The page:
I can understand those who paid for it liking it. They've probably felt they put something out there, and got something back. But critics who are paid who are praising Inland to the hilt. They're almost criminally negligent as far as I'm concerned, drawing people to pay 11 dollars to catch this. That being said, for Mulholland Dr. fanatics only. Everyone else, run away.

Now for the list:

10) JESUS CAMP- Directors Heidi Ewing and Rachel Grady depict the narrowing of the separation between church and state, that is, if those who run this place have anything to say about it. A look into a training camp where born-again Christian children are brought to become "an active part of America's political future". We see these children at home where you see them getting home schooled, and show in their views that they will slowly be closed off and exclusionary. In some cases, they're at this point already. Though the one girl who talks about how bad a role model Britney is over 15 months ago . . . The saying ' From the mouths of babes' come to mind.

We also see the summer camp in Devil's Lake, North Dakota, where they are trained they hone their 'prophetic gifts'. Part of that training includes praying to a cardboard cutout of George W., and taping the kids' mouths with the word "life" on it, while protesting abortion in front of the Supreme Court building.

There is no narration. The camera stays on for long periods, and the subjects speak for themselves. The adults depicted actually felt this was a fair representation. All except one, Pastor Ted Haggard. We see him giving a sermon, and talking to one of the kids. He denounced the group depicted as a "sub-group", negative”, and not “normative". Yes, the same Ted Haggard who about 5 weeks after the film's release, was dropped from his church after his male prostitute outed him. Remember the excuse he supposedly gave his wife? "No, honey. I didn't have sex with this man. I bought crystal meth and massages from him! For three years! Isn't that better???"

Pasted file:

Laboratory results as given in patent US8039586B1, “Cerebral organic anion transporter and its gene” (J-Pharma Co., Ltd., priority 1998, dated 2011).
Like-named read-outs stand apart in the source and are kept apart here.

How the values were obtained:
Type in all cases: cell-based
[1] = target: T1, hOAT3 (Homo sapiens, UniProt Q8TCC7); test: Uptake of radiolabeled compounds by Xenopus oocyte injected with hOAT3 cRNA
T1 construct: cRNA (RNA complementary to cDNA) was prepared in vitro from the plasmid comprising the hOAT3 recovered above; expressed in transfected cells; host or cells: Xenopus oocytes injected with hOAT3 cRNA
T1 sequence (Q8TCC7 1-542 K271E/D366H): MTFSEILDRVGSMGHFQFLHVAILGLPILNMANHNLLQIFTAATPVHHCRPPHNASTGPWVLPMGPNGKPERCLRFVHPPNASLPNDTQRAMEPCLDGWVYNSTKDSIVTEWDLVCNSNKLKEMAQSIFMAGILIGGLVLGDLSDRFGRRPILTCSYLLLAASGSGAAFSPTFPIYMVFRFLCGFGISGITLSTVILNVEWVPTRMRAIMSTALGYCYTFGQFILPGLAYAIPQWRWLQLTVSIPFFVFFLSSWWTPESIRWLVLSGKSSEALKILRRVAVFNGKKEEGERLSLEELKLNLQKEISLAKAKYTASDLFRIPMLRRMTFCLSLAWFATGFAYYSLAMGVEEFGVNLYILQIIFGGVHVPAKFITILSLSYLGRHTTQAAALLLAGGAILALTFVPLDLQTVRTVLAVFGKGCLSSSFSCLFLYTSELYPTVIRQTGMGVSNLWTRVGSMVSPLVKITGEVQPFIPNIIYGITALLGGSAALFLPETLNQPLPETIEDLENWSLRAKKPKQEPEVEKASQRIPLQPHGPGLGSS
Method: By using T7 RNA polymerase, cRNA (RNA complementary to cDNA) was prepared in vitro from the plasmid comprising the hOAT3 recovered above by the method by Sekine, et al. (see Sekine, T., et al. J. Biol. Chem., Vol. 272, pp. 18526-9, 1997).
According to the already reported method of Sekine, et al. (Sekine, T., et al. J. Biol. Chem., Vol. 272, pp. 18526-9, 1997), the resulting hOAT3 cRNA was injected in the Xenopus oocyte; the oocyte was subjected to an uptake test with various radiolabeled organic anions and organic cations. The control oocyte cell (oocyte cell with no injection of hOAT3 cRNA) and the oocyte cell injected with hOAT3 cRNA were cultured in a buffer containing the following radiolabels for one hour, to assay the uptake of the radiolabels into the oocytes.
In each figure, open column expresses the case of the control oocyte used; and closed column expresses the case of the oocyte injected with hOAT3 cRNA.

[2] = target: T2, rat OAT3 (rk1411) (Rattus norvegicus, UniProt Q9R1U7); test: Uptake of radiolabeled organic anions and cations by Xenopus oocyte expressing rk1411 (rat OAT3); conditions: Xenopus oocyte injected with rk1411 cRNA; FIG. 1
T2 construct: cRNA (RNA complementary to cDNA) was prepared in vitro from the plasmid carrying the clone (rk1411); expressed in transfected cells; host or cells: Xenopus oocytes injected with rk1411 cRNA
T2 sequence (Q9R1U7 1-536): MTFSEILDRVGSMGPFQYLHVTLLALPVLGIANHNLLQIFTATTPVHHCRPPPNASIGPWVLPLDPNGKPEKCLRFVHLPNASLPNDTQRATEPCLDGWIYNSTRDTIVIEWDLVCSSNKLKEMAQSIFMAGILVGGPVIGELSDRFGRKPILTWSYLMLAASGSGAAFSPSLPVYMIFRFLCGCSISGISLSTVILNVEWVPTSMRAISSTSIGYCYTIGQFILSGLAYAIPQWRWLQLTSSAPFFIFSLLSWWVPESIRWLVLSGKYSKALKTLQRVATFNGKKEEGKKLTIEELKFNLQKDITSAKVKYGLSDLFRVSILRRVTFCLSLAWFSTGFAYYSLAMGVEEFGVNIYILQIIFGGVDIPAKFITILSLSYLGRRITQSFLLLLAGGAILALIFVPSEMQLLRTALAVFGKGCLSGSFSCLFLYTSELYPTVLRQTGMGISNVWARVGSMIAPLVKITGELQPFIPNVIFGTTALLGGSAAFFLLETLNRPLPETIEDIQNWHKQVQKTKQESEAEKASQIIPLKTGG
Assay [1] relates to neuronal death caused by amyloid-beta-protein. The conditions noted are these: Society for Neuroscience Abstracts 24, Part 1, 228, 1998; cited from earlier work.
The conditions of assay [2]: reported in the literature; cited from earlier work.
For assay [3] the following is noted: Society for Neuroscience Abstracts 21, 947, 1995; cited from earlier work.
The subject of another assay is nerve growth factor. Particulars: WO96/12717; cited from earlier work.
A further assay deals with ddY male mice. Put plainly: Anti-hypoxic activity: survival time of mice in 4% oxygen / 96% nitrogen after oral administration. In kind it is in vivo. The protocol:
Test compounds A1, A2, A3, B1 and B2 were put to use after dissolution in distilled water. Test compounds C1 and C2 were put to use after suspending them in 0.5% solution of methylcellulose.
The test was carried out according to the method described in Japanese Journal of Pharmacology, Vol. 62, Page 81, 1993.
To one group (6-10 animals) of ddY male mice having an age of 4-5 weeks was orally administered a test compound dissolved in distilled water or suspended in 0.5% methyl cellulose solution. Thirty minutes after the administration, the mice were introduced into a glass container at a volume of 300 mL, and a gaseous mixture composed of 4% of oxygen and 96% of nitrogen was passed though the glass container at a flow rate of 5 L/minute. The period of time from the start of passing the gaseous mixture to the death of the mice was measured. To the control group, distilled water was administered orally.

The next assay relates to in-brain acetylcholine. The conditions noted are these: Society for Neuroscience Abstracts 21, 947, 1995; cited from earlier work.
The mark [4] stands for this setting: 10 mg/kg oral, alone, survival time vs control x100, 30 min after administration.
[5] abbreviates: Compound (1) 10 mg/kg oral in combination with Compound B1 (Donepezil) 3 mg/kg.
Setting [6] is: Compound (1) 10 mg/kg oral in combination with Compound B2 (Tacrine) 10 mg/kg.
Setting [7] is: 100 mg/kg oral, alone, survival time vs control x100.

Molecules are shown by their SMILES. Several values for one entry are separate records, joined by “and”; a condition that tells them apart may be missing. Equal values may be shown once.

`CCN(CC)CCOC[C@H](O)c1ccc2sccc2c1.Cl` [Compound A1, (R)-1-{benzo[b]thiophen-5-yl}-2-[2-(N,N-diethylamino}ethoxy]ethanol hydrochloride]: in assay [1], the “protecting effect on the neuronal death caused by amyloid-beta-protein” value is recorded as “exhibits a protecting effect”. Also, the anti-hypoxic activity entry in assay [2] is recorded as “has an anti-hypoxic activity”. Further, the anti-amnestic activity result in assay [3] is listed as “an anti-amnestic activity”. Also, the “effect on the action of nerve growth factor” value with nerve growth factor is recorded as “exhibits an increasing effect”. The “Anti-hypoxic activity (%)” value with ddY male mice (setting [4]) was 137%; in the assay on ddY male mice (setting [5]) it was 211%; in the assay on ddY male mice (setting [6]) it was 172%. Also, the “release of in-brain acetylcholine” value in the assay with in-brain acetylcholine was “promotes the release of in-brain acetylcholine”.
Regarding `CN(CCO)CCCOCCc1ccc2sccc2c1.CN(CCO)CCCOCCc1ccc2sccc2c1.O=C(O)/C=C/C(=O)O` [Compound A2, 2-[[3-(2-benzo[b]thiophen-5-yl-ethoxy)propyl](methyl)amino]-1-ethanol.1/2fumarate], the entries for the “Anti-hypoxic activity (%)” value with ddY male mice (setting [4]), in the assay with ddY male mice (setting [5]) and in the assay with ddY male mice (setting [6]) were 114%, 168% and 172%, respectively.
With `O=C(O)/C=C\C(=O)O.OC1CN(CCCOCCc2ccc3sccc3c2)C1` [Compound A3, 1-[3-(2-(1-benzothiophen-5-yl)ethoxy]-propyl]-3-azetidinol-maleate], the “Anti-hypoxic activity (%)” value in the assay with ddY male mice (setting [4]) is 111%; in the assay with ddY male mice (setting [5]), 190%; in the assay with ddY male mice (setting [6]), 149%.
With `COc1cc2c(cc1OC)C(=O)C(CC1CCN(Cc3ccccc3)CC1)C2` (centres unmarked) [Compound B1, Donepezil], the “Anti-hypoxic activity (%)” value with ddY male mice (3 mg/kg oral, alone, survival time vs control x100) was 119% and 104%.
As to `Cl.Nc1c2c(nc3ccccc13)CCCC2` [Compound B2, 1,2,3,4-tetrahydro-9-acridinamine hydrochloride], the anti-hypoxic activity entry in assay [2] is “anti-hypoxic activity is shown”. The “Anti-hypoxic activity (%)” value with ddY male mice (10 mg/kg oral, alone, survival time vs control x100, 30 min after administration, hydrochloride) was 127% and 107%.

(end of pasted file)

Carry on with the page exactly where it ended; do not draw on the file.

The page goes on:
Sorry, I digress. A strong documentary that ranks among the best horror films around. Not the best documentary though. That's later on the list.

P.S.: A good companion piece is Friends of God, shown from time to time on HBO and its sister stations.

P.P.S.: Shortly after Haggard's indiscretion came out, the summer camp featured in "Jesus Camp" announced that it would shut down for "at least several years". The camp was vandalized. The pastor running it, after being inundated with negative phone calls, emails, etc., had to ask the makers not to distribute the film in Bismarck for fear of the documentary camp kids's safety. Wonder if anything has changed since the film came out on DVD?